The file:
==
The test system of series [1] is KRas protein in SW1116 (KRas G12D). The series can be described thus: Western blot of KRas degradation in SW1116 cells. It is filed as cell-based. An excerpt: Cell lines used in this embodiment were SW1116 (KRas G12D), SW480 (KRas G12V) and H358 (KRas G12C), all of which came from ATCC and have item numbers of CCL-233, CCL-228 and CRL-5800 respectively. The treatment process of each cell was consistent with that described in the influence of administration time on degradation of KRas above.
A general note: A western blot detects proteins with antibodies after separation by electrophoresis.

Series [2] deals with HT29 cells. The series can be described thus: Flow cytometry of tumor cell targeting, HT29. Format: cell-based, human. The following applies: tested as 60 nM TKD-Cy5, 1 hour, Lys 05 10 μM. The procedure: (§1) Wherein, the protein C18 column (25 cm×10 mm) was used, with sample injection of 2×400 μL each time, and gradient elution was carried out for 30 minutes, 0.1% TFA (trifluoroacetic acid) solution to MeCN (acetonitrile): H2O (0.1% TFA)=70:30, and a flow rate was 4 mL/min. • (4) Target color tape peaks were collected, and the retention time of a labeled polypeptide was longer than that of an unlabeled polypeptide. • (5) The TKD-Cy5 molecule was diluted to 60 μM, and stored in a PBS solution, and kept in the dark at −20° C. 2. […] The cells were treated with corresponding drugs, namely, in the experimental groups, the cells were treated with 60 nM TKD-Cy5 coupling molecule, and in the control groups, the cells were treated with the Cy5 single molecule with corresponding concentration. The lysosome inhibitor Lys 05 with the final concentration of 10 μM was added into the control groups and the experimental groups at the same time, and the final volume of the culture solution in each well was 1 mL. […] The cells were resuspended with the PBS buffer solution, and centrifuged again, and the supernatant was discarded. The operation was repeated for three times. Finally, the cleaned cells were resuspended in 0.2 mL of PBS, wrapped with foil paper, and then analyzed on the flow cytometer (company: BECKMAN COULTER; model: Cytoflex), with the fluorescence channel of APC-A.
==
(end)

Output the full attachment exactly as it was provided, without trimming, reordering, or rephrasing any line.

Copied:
The test system of series [1] is KRas protein in SW1116 (KRas G12D). The series can be described thus: Western blot of KRas degradation in SW1116 cells. It is filed as cell-based. An excerpt: Cell lines used in this embodiment were SW1116 (KRas G12D), SW480 (KRas G12V) and H358 (KRas G12C), all of which came from ATCC and have item numbers of CCL-233, CCL-228 and CRL-5800 respectively. The treatment process of each cell was consistent with that described in the influence of administration time on degradation of KRas above.
A general note: A western blot detects proteins with antibodies after separation by electrophoresis.

Series [2] deals with HT29 cells. The series can be described thus: Flow cytometry of tumor cell targeting, HT29. Format: cell-based, human. The following applies: tested as 60 nM TKD-Cy5, 1 hour, Lys 05 10 μM. The procedure: (§1) Wherein, the protein C18 column (25 cm×10 mm) was used, with sample injection of 2×400 μL each time, and gradient elution was carried out for 30 minutes, 0.1% TFA (trifluoroacetic acid) solution to MeCN (acetonitrile): H2O (0.1% TFA)=70:30, and a flow rate was 4 mL/min. • (4) Target color tape peaks were collected, and the retention time of a labeled polypeptide was longer than that of an unlabeled polypeptide. • (5) The TKD-Cy5 molecule was diluted to 60 μM, and stored in a PBS solution, and kept in the dark at −20° C. 2. […] The cells were treated with corresponding drugs, namely, in the experimental groups, the cells were treated with 60 nM TKD-Cy5 coupling molecule, and in the control groups, the cells were treated with the Cy5 single molecule with corresponding concentration. The lysosome inhibitor Lys 05 with the final concentration of 10 μM was added into the control groups and the experimental groups at the same time, and the final volume of the culture solution in each well was 1 mL. […] The cells were resuspended with the PBS buffer solution, and centrifuged again, and the supernatant was discarded. The operation was repeated for three times. Finally, the cleaned cells were resuspended in 0.2 mL of PBS, wrapped with foil paper, and then analyzed on the flow cytometer (company: BECKMAN COULTER; model: Cytoflex), with the fluorescence channel of APC-A.